With executives from News Corp., the media giant owned by Rupert Murdoch, and some of its subsidiaries heading for the exits, legal bills from the phone-hacking scandal rocking the company are no doubt stacking up. But depending on the companies’ directors and officers insurance coverage, News Corp. and its divisions aren’t likely to be responsible for paying the lawyers’ fees — at least for now.
The D&O insurance policies at companies like News Corp. cover the legal fees for executives and board members. But if schisms between company leaders arise, and insurers clash, things could fall apart. Independent board members could turn on internal members and former executives could blame each other for wrongdoing — all of which could throw the policies into disarray.
Big corporations such as News Corp., which has 51,000 employees and had $32.8 billion in revenue last year, usually buy at least $100 million in directors and officers insurance, legal experts said. In most cases, the coverage includes defending criminal charges for current and former executives.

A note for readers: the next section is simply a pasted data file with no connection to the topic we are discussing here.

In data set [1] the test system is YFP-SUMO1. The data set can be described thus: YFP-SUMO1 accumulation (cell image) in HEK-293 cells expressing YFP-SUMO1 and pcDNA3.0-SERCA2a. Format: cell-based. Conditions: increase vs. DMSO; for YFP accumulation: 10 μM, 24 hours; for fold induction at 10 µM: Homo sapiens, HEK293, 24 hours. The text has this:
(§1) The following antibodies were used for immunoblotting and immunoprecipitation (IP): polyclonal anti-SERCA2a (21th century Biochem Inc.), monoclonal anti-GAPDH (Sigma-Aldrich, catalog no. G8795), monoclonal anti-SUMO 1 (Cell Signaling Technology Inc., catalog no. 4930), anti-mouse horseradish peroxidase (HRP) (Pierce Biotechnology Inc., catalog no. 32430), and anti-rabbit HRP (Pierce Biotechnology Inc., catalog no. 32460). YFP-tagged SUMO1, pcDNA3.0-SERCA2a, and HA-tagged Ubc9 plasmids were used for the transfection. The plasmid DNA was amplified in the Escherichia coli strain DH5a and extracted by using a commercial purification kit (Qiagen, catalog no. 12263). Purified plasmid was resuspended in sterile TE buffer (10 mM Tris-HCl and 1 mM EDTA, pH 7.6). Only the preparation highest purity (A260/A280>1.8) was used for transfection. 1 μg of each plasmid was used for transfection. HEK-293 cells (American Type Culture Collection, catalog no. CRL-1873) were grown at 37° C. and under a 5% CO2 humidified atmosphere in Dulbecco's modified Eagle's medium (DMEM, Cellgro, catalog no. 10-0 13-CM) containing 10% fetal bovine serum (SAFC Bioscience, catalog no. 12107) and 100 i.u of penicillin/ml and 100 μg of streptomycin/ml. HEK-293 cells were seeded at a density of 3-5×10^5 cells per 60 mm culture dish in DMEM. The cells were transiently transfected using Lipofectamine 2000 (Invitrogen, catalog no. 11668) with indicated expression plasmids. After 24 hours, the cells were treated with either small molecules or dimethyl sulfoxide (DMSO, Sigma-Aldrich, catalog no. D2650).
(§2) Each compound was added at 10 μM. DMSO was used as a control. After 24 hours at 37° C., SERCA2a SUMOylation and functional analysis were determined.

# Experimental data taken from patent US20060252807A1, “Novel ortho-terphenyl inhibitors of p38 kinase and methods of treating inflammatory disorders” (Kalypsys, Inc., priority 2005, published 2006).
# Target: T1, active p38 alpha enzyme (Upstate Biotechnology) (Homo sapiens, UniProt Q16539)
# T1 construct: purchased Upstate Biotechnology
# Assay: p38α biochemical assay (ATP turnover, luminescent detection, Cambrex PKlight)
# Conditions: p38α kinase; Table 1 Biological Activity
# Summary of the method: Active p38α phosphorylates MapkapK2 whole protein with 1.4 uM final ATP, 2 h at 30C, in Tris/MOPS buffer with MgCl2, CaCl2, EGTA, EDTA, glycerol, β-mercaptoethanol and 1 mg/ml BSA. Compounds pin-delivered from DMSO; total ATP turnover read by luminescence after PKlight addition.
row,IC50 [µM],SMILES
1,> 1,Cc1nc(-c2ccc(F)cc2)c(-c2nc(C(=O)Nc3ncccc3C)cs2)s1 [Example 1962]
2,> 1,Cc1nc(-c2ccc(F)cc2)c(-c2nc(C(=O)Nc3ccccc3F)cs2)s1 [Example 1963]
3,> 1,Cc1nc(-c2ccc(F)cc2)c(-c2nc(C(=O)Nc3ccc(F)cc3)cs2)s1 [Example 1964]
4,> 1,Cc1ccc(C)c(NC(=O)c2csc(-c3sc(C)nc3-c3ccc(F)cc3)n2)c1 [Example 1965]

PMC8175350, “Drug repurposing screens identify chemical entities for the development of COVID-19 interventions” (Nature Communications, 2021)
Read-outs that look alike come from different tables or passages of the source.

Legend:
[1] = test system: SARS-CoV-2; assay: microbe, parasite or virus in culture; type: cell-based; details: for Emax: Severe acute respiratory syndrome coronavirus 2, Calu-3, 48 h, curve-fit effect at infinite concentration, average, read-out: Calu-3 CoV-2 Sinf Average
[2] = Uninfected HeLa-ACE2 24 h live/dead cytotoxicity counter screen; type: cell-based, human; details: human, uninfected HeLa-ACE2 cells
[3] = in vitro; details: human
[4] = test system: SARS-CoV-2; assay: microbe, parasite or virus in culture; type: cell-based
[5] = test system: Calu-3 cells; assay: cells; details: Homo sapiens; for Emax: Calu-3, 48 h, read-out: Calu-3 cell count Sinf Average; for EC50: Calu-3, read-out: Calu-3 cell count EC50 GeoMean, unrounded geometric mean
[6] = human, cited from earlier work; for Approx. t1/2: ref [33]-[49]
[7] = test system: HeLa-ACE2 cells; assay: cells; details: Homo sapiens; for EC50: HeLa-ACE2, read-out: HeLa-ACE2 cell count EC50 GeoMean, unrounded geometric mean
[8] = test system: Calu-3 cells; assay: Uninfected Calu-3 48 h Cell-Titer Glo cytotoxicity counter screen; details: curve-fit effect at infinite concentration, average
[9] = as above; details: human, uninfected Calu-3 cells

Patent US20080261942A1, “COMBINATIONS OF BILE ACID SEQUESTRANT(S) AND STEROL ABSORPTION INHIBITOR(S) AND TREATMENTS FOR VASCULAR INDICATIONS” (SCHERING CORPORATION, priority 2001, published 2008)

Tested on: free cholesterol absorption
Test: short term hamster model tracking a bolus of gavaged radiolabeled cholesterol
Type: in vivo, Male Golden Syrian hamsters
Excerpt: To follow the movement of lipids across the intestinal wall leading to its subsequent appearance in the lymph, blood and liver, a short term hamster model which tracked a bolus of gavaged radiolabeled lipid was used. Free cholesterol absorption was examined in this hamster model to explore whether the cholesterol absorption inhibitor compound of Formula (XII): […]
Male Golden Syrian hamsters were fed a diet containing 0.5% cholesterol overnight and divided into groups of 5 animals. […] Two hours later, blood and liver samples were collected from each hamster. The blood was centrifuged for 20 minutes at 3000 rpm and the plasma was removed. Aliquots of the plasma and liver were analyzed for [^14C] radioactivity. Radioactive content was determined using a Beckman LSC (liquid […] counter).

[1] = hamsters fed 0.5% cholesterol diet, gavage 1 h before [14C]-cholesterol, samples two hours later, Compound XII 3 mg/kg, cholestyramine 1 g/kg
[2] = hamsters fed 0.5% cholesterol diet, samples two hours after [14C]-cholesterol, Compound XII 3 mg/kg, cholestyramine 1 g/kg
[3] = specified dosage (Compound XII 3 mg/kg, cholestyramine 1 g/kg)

Former News International division CEO Rebekah Brooks, former Dow Jones CEO Les Hinton and others who may end up defending allegations, in theory, will have their legal bills covered by insurance.
“There’s a reason white-collar attorneys make so much,” said University of Pennsylvania Law School Professor Tom Baker. “It’s because insurance pays them.”
Fights could arise about the point at which coverage kicks in, and whether a policy should cover the fees at all, said a UK-based executive with experience in directors and officers insurance. He requested anonymity because he was not authorized to discuss sensitive market matters publicly.
Investigations generally aren’t covered, and a “claiming event” usually is required to trigger coverage, such as an arrest or an indictment, the source said.